Reality TV Show Filmed While 7-Year-Old Killed in Detroit Police Raid

Questions raised about the role of TV show taping during Detroit police killing.

ByABC News via logo
May 23, 2010, 12:33 PM

May 23, 2010 — -- There is outrage in Detroit after a funeral for a 7-year-old girl who was shot in the neck and killed by police in a raid on her family's home. The whole time, a reality TV crew following the police was filming right outside.

Aiyana Stanley-Jones' death on May 16 has raised questions about how much access reality TV crews should have to law enforcement and whether they played a role in this incident.

Aiyana died as police hunted a murder suspect at the home where she slept. After lobbing a flash grenade into the house, police say an officer entered and collided with Aiyana's grandmother, causing the officer's gun to go off. The bullet struck Aiyana as she slept on a living room sofa.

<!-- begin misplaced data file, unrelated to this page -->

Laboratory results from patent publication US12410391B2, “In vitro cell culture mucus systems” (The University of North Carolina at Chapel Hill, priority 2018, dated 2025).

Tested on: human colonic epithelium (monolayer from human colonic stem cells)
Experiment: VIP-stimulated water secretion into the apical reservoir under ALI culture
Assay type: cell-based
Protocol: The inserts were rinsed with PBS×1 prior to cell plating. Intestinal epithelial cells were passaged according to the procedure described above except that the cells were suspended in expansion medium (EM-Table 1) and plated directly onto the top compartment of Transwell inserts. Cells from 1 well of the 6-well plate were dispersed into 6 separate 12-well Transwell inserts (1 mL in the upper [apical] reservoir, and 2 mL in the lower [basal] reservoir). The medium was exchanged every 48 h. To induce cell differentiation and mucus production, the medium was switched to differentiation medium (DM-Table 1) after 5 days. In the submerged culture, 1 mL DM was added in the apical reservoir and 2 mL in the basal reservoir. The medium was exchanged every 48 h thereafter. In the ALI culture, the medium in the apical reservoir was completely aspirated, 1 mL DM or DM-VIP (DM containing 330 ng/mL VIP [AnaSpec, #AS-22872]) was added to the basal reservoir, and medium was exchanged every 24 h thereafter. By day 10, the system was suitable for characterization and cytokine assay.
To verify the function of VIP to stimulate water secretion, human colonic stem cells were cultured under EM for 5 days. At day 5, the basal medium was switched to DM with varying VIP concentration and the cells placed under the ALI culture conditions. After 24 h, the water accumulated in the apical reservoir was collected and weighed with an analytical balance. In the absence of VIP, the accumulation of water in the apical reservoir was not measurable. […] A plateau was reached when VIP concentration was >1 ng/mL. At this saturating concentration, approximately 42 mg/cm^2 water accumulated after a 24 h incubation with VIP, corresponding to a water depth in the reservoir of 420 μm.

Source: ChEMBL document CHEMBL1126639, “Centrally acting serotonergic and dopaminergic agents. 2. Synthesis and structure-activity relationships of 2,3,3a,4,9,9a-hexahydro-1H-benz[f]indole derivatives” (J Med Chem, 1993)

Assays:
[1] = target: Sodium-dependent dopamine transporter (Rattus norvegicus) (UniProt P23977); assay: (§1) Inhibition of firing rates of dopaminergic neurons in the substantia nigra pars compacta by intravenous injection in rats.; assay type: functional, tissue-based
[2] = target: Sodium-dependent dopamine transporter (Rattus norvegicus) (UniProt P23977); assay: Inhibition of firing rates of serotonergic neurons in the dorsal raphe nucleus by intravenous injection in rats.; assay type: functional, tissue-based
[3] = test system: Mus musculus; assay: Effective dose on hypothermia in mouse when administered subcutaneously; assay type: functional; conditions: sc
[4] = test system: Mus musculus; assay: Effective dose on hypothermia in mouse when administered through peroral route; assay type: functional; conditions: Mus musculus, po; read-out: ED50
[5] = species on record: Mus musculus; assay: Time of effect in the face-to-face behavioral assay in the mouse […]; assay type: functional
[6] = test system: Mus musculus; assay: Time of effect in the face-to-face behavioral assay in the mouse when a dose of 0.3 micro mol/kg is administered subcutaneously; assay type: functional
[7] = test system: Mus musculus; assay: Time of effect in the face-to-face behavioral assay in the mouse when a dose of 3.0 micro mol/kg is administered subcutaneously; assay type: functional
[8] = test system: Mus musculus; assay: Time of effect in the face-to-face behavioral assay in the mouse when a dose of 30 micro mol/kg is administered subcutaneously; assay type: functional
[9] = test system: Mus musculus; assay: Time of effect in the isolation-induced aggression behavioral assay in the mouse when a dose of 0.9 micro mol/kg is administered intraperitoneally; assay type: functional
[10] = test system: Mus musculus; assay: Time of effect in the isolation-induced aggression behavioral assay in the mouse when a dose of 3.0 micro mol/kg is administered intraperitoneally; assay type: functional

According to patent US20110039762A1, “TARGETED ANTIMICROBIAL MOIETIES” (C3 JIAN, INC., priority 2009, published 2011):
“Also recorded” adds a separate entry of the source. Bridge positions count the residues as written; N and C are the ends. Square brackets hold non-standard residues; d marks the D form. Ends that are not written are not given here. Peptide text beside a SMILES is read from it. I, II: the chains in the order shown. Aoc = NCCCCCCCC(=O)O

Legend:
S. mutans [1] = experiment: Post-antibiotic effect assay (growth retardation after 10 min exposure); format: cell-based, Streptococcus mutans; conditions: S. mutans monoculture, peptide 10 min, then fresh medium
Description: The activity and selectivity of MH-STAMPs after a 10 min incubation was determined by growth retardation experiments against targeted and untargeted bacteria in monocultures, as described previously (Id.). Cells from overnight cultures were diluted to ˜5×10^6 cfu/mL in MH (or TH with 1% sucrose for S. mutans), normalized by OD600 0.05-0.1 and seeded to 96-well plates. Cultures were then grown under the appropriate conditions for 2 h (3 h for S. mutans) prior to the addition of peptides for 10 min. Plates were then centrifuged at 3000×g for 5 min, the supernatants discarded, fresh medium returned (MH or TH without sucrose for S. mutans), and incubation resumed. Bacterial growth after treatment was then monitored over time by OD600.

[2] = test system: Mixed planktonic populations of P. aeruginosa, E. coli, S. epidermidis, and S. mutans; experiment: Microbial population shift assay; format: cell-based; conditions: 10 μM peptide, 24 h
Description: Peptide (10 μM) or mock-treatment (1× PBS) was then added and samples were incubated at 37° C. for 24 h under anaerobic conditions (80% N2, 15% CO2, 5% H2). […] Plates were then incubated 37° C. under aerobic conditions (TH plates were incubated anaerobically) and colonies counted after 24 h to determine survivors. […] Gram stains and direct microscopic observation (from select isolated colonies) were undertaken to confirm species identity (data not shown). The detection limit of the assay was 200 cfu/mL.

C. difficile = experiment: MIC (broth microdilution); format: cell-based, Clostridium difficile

"It's just sad to see such a waste for no reason," said Charles Jones, Aiyana's father. "They [are] supposed to be trained for this type of stuff. They came in and killed my baby."

A camera crew shadowing officers that night in Detroit was filming an episode of the A&E police reality show, "The First 48."

The incident is being investigated, but already, Aiyana's family has filed suit, challenging the police version of events and claiming the video shows the fatal shot was fired "intentionally" by the officer from "outside" of the house.

Two lawsuits against the Detroit Police Department allege excessive force, the violation of Aiyana's civil rights, negligence, assault and battery, infliction of emotional distress and conspiracy to cover up the shooting.

"This type of activity by a police force is unacceptable in America," said Geoffrey Fieger, the attorney representing Aiyana's family. "What is equally unacceptable is the cover up that has occurred since the time of Aiyana's passing."

The Rev. Al Sharpton, of the political and human rights National Action Network, spoke at Aiyana's funeral, which drew mourners by the hundreds.

"Do they throw these flash grenades in everybody's neighborhoods?" Sharpton asked. "Would you have gone in [affluent Detroit area] Bloomfield Hills and did what you did?"